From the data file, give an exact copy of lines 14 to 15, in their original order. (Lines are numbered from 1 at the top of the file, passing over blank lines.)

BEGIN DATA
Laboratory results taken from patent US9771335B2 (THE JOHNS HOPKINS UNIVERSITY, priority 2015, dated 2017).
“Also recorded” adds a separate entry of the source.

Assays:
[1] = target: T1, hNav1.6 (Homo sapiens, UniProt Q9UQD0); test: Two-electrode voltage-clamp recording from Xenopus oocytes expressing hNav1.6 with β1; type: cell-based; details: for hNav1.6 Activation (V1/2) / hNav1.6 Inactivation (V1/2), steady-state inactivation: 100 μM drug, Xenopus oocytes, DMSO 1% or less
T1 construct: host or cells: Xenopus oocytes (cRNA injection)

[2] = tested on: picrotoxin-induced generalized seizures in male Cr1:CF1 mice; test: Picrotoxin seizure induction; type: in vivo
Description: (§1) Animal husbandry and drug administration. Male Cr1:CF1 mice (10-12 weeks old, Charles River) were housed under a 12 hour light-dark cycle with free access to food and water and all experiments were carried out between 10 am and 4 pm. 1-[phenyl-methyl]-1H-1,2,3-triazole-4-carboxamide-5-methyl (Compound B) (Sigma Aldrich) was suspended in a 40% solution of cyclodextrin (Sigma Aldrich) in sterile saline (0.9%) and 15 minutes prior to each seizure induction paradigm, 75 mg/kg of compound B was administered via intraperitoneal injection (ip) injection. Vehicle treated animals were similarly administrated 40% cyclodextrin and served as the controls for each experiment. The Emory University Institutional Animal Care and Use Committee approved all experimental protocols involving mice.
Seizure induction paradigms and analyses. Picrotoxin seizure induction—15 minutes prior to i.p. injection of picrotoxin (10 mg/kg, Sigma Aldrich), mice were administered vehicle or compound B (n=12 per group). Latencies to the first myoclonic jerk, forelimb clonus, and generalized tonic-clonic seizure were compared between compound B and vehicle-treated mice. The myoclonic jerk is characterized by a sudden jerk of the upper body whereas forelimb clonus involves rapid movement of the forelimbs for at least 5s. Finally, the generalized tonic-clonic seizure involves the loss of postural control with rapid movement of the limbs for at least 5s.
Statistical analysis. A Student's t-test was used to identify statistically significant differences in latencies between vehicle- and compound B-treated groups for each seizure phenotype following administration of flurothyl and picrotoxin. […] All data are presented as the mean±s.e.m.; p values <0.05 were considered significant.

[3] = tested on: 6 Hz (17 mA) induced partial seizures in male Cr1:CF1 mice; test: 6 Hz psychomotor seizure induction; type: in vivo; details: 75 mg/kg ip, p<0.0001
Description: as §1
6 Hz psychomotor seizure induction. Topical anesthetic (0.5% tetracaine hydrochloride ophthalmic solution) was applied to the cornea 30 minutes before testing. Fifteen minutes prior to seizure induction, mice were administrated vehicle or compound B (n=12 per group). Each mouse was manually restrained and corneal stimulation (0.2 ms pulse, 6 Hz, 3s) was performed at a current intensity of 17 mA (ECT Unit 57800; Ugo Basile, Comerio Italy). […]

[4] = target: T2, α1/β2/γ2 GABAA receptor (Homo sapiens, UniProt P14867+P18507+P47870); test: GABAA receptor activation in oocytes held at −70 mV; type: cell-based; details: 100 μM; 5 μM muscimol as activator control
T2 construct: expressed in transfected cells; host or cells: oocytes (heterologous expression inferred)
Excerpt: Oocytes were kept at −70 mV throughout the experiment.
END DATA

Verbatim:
T2 construct: expressed in transfected cells; host or cells: oocytes (heterologous expression inferred)
Excerpt: Oocytes were kept at −70 mV throughout the experiment.